Use a colon when an independent clause, or complete sentence, is followed by either a list or a quote. Colons are also used between two independent clauses when the second one describes or explains the first one. Get examples of how to use a colon in writing from a writer and English tutor in this free video on grammar and punctuation.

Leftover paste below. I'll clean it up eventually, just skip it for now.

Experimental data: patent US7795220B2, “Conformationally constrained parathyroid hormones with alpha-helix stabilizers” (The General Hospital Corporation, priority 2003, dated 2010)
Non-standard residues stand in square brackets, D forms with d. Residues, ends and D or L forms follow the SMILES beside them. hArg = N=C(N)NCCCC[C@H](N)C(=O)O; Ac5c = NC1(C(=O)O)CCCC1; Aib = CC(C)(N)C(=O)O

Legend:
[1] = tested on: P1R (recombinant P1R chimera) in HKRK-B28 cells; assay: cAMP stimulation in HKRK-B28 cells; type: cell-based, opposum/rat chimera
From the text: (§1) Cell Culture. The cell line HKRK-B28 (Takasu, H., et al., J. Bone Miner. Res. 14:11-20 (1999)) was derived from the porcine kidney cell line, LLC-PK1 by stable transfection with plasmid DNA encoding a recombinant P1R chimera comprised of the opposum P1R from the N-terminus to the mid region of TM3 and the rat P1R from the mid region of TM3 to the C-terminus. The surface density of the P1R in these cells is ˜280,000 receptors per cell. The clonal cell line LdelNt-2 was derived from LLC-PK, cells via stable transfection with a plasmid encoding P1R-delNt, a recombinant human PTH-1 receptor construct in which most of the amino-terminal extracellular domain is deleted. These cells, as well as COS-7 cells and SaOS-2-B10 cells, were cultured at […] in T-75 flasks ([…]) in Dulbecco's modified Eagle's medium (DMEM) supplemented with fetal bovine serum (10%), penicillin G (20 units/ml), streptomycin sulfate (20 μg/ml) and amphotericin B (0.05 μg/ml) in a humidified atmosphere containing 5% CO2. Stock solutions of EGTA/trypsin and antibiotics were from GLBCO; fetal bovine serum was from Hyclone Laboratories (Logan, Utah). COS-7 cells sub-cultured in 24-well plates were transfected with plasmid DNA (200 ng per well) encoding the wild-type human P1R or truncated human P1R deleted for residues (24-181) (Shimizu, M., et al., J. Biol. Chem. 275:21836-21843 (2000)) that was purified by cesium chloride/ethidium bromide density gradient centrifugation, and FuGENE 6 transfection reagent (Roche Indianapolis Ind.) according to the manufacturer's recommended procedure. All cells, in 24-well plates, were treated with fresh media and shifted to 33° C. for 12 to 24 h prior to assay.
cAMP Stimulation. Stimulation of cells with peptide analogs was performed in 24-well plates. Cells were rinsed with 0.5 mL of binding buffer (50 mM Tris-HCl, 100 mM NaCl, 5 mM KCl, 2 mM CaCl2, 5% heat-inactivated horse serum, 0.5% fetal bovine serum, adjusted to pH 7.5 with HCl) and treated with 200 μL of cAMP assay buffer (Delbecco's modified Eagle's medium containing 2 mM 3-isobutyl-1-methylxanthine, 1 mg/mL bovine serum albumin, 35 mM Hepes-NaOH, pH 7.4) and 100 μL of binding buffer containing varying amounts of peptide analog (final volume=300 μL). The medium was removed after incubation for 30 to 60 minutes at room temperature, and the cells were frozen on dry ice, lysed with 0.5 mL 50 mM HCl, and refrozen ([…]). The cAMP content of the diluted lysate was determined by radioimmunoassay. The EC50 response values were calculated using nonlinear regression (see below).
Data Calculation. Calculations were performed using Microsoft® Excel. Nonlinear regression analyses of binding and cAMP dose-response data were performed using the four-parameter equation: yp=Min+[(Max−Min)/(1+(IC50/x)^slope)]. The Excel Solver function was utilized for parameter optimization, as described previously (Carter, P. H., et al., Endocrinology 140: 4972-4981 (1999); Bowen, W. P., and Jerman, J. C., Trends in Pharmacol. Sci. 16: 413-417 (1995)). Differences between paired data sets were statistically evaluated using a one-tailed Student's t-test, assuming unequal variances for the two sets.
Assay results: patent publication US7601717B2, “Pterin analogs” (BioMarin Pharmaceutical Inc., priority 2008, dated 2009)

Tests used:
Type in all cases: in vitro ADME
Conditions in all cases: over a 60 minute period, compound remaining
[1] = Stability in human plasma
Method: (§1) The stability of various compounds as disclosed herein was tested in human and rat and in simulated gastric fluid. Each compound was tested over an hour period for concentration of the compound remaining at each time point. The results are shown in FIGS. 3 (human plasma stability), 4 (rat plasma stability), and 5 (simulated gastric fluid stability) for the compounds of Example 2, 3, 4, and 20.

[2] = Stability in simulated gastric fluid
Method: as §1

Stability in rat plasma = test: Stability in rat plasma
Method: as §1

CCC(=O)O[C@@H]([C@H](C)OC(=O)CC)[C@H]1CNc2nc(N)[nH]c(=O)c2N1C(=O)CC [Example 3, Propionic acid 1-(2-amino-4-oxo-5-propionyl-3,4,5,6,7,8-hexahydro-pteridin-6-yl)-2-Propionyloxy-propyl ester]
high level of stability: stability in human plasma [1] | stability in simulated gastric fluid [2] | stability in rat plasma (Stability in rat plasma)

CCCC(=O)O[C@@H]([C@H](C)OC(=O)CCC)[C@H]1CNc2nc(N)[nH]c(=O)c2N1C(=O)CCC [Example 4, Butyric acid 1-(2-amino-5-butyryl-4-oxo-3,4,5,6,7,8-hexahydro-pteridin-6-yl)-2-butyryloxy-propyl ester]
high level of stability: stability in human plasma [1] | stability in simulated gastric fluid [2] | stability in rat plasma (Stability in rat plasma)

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Hi, I'm here to talk about when to use a colon in a sentence. Colons are usually used to call attention to the words that follow them. So a couple ways that that can happen is if you have an independent clause -- the complete sentence -- and you have either a list or a quote...a quotation after it. Here's an example of a list. "She needed to buy three things: milk, eggs, and bread." And similarly, you can have a quote after the complete sentence. "Remember what the Declaration of Independence says: "All men are created equal." You can also have a colon between two independent clauses -- two complete sentences -- if the second one explains or describes what's going on in the first one. There was only one thing he could do: he would have to call the plumber. Both of those are complete sentences, but the second one explains what the thing he could do is. So in all the cases I just mentioned, you do have to have a complete sentence before the colon. If you have something like this, "My brothers' names are: Mike, Steve, and Brad," that's not going to work because you don't have a complete sentence before the colon. A couple other cases where you'll use colons are after the salutation in a formal letter, in times, and in ratios.